Arcadia is a fine novel that I think achieves everything it set out to do. Whilst I haven’t read all of the electronic version, the Arcadia app is elegant and appealing. Touchpress, the company that built the app, also created the excellent Elements app, so it has been built by a team with a great pedigree. With the app, Pears offers his readers yet another layer of innovation to his genre-borrowing yet ground-breaking novel.

I was sent a copy of this book to review by its UK publisher, Faber & Faber. Arcadia is out now in the UK

‘Slade House’ by David Mitchell

slade houseThis post first appeared on GeekDad on 10/12/2015

Having started with an author I’d never read for my first literary SFF read, my second choice of writer put me on much more familiar ground. David Mitchell is one of my favorite authors.

Ever since I first read his masterpiece of interlocking short stories, GhostwrittenI wait impatiently for his next book to arrive, devour it almost instantly, and then start the wait again.

The sudden arrival of Slade Housea little over a year since I read The Bone Clockswas a very welcome surprise (the usual wait between novels is around four years). When the book arrived, the comparatively fast turnaround time was explained. Compared with previous novels, Slade House is a slim 233 pages, and the print is fairly large too.

The basis of the stories in the book came from Mitchell’s storytelling tweets from around the time that The Bone Clocks was published. Whilst Mitchell’s internet presence is fairly low key, he’s not afraid to harness its story-telling power.

I said that Slade House contains “stories,” so is this a novel or a set of short stories? Both. Mitchell is the master of morphing short story collections into novels. He most famously employed this device in Cloud Atlas, a novel in which the stories are nested inside one another, and where the whole novel has an axis of symmetry through its central tale.

There’s nothing so complicated here. What we have with Slade House is five stories told sequentially in time. Each story takes place on the 31st of October when, every nine years, the mysterious Slade House magically appears in the middle of a suburban street. The final story takes place on Halloween 2015.

Mitchell’s stories are ghost stories in the grand tradition. All are spooky, menacing, and a little bit scary. All set in the eponymous, haunted, Slade House. Whilst each story in the books could probably stand on its own, each one builds on what came before. Little bits of information are drip fed to the reader as each set of characters enters the house to challenge the horror behind the small black gate in the wall.

Slade House exists in the same world as Mitchell’s The Bone Clocks. Does this matter? Ultimately, yes. The first four stories would be fine, but number five, the one that contains the novel’s denouement, would be greatly diminished were you not familiar with the concept of what exactly a Bone Clock is. I frankly think you’d be baffled and a little cheated that the novel ended they way it does. If you haven’t read The Bone Clocks yetit’s a fine novel that will most certainly reward your attention.

Slade House is probably less SFF than both The Bone Clocks and Cloud AtlasThere are supernatural elements, and certainly something fishy going on, but until the final pages there is very little of the science fiction motif that underpins The Bone Clocks.

Why do I like Mitchell’s novels so much? Partly it’s the audacious structures he uses, but mostly it’s his use of language. It probably helps Mitchell is about my age and his upbringing in “The Midlands” is similar to mine. His semi-autobiographical Black Swan Green, a story about a teenage boy, is set about twenty miles from where I spent my teenage years. Needless to say, I loved it. Mitchell’s cultural grounding feels like my cultural grounding.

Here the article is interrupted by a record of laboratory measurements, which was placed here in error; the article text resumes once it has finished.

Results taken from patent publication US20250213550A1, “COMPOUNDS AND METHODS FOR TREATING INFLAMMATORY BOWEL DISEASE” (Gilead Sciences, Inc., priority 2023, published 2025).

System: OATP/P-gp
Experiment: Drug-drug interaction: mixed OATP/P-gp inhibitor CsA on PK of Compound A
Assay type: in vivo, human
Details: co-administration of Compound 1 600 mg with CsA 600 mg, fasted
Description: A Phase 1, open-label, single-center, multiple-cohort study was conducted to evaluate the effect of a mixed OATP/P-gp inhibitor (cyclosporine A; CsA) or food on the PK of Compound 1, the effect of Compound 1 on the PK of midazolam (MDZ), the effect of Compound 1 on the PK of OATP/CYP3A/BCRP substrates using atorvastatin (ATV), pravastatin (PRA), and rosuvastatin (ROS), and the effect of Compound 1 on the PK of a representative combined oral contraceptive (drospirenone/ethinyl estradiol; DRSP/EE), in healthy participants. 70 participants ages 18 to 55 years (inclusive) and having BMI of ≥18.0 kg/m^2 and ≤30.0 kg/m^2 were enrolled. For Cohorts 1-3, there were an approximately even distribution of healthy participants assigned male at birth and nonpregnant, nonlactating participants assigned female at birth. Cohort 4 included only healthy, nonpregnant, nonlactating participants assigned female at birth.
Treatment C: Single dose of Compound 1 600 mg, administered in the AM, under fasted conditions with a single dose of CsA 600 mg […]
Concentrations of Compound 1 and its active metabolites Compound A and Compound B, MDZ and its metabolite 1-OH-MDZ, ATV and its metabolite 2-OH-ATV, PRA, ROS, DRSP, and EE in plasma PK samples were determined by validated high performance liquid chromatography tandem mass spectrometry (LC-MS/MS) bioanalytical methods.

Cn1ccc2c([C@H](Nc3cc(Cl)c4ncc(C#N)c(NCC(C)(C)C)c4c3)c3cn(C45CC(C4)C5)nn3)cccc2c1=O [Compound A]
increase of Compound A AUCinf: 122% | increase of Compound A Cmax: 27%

But you don’t have to have lived just south of Birmingham (UK) to like his books. Like all great writers, Mitchell has that knack of pulling a short concise metaphor out of the air, that perfectly encapsulates a feeling or notion you’ve had, but can never quite describe. He notices the small details in life that you don’t notice you’ve noticed. Things you don’t realize you’re aware of until Mitchell points them out to you.

I very much enjoyed reading Slade HouseIt is certainly one of his most accessible novels, and I would recommend it for those who had never read him, were it not for its dependence on having read The Bone Clocks to get the most from it.

Whilst the books is certainly enjoyable, I don’t think this is a novel that will extend Mitchell’s legend as a writer. It’s an entertaining story, well executed, but it doesn’t play with genre or structure in the way Cloud Atlas or The Bone Clocks does. A good novel then, but not a great one. 

Many thanks to Nicky of Hodder Books UK, for sending me a copy of this book for my literary SFF project. Next up is Iain Pears’ multi-dimensional, time travel novel Arcadia.

Salman Rushdie -Two Years Two Months & Twenty Eight Days

This review first appeared on GeekDad on 29/11/2015

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I’m not a fighter he told her. I’m not a hero. I’m a gardener”

As I mentioned in the introductory piece to my literary science fiction-fantasy investigation, I’ve never read any Salman Rushdie. He’s an author I’d been inclined to shy away from, but the mixture of epic tales and superheroes promised in the blurb for Two Years Eight Months & Twenty-Eight Nights, piqued my interest. The desire to try the book formed the inspiration for this series of posts; could traditionally “high brow” authors write accessible and entertaining science fiction? This is how I fared on novel number one.

First up, I did fall asleep several times when reading Two Years… This was partly due to my youngest reintroducing pre-5 am alarm calls and partly because, as well as telling a tale of epic heroism, Rushdie likes a bit of flowery contemplation too.